The French are not too happy. The rating agency Moody have stripped France of their triple AAA rating – downgrading French debt to AA. [link] It probably wouldn’t be so bad, but their English neighbours still retain a AAA rating, despite having a much higher budget deficit. As the English would say, that’s just not cricket. To rub salt into the wounds, the Economist recently ran a cover with several baguettes wrapped around with a lit fuse ready to explode – The French economy on slow road to Crisis at Economist.com.
Is the French economy really at risk? or is the Economist just indulging in the traditional game of baiting the French?
Positive Signs for the French Economy
1. Bond yields.
So far, the French have been able to weather the Euro crisis. Markets have been reassured that the French economy is strong enough to deal with the twin problems of debt levels and sluggish growth. Furthermore, if you take the optimistic point of view, there are some signs that Eurozone bond yields have fallen from their previous peaks. The Spanish premier has recently claimed the worst of the Euro crisis is now over.
- However, as the crisis drags on, the debt to GDP ratio show little sign of immediate improvement, The Eurozone economy is getting dragged into a recession, and the French look more vulnerable at their exposure to other countries debt, and the growing possibility of years of economic stagnation. Optimism is a good thing, but in the context of the Eurzone, optimistic forecasts for recovery have shown a depressingly regular habit of proving to be wrong. You are hardly reassured when the Spanish Premier claims the worst of the crisis is over.
- For France, low bond yields are good and they have enabled them to borrow at low rates, but should the economy deteriorate, the markets could quickly turn.
2. Economic Reform
Contrary to market fears, the French government have shown some signs of reacting to the long-term decline in French competitiveness.
- The government is trying to push through legislation to improve labour market flexibility – making it easier to hire people.
- The government is planning an ambitious tax cuts of €20bn in annual tax credits to companies hiring labour – hoping to reduce labour costs.
However, the French government has a poor track record of actually pushing through labour market reform. It is one of the most regulated labour markets in Europe. With powerful trade union opposition and opposition from within Hollande’s own Socialist party, there isn’t the political will to push through unpopular labour market reforms. Also, the €20b in tax credits for business have to be placed in comparison with recent austerity measures, which included a higher rate of income tax of 75% and promises to tax the wealthy. The plans to reduce the deficit, are likely to be contractionary – just as they have been every where else in Europe.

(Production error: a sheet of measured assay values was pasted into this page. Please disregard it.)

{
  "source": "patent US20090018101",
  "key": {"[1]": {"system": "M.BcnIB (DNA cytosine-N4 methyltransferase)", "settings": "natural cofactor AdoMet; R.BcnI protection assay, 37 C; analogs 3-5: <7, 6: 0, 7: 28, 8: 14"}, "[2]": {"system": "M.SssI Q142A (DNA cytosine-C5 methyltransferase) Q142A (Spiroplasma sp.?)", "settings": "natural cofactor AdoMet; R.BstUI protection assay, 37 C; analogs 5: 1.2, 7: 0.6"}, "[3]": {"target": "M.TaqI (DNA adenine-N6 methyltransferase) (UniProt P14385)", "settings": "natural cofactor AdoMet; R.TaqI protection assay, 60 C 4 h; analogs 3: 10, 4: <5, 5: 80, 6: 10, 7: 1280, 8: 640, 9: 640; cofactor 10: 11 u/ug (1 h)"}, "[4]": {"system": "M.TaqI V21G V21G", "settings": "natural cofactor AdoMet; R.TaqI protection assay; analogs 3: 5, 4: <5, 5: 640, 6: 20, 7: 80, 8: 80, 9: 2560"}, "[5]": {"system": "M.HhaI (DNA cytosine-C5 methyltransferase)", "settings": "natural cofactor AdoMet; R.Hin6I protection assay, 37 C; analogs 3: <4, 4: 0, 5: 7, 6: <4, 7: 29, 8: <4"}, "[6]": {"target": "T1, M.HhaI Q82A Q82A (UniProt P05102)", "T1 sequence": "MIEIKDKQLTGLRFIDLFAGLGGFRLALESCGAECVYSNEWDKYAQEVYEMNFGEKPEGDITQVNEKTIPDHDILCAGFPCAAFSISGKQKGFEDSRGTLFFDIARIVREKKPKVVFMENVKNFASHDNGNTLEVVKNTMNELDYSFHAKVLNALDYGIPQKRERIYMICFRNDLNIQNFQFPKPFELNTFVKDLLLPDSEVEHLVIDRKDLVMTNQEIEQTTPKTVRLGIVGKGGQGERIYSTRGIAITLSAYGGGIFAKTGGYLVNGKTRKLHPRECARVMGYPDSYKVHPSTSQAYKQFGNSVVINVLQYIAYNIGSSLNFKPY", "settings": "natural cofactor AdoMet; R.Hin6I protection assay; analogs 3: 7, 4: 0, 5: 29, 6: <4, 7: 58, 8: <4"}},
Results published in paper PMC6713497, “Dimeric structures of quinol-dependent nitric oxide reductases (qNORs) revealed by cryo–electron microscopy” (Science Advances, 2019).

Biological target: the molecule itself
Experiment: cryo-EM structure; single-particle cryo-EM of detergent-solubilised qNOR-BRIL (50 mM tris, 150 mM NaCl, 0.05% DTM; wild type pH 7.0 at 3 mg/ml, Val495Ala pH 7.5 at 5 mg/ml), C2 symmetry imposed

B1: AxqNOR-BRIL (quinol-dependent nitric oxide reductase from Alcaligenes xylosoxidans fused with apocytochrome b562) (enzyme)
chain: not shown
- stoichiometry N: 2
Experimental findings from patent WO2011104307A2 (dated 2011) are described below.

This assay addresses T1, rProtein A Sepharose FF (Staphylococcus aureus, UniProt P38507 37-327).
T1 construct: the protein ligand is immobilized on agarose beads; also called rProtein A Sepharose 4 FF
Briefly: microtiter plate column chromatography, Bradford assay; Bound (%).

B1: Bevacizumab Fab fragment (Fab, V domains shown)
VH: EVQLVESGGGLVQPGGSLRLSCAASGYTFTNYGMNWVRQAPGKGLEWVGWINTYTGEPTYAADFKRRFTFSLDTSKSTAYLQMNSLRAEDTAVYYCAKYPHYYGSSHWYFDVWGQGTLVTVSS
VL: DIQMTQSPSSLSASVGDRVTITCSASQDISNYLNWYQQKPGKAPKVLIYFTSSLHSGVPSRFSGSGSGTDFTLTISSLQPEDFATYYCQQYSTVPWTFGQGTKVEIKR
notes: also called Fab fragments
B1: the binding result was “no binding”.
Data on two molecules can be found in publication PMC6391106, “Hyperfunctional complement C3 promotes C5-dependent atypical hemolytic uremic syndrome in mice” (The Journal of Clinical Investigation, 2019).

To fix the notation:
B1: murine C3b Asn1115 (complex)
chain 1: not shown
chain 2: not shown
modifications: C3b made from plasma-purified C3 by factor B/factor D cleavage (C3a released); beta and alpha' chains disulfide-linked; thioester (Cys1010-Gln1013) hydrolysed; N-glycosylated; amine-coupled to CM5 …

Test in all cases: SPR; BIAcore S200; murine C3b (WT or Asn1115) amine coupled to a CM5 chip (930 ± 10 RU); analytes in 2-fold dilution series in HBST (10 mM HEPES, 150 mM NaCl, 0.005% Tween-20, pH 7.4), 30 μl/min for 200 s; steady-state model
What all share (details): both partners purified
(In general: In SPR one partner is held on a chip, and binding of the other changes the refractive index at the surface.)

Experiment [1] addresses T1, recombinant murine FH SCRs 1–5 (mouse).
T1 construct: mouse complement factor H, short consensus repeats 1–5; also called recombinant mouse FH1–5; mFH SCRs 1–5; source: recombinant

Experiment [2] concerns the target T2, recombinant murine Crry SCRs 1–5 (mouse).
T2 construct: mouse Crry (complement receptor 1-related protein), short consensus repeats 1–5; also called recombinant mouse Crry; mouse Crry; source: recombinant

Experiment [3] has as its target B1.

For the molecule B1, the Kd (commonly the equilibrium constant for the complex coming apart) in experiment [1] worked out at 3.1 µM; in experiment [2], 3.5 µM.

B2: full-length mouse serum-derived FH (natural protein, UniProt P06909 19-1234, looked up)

3. Public sector debt
Source: INSEE - general government debt according to Maastricht criteria. Up to Q4 2011
French public spending is over 57% of GDP, one of the highest in Europe. High levels of public spending are not necessarily a guarantee of insolvency – Scandinavian countries have similar rates of government spending. But, the increase in public sector debt from 21% of GDP in 1981 to 90% in 2012 does hint at the powerful vested interests in supporting public spending within France. Reducing this debt in the face of a depressed economy will be very difficult.
Difficulties in reducing this public spending was highlighted by the government’s decision to cut the retirement age for public sector workers from 62 to 60. At a time when most economies are considering raising the retirement age in response to an ageing population, France bucked the trend, adding more pressure on government spending. It is true, France doesn’t have the worst demographics; it’s population is forecast to age at a slower rate than many other European economies, but it also has a growing problem of long-term unemployment, especially amongst the youth.
Source: OECD (2013 forecast)
Plans to reduce the Budget deficit could come at the cost of lower economic growth in 2013. See: French austerity measures
Recent years have shown that countries who lose competitiveness within the Eurozone can be severely punished. In the past few years, unit labour costs in France have increased faster than Germany. A modest French current account surplus has been replaced with a growing current account deficit. France is still one of the world’s largest exporters (sixth largest exporter). It is also the fourth biggest recipient of foreign direct investment in the world. It has many strong points, such as infrastructure, education, transport and expertise in high tech industries. But, in a fast moving world, will France be able to maintain a competitive edge, in the fixed exchange rate?
Out of French Hands
To some extent, the nature of the Euro and Eurocrisis, means that the future of the French economy may well be heavily influenced by events elsewhere in Europe. If Europe continues to be dragged down into a period of stagnant economic growth, the debt crisis, temporarily abated, may become re-ignited and get worse than ever before. If Italy or Spain get into serious difficulties, it won’t take long for markets to start casting suspicious eyes over French debt and the French economy.
France also faces the over-riding European problem – there is little strategy or policy to promote economic growth and lower unemployment. Should French bond yields start to increase, expect more panic inducing austerity measures, which fail to solve the problem, just as has happened elsewhere.
The problem France may face is that the political will to make necessary economic changes may not be there until it is too late. But, even if France were to improve labour market productivity and efficiency, it may still not be enough to deal with the long-term malaise of the European economy.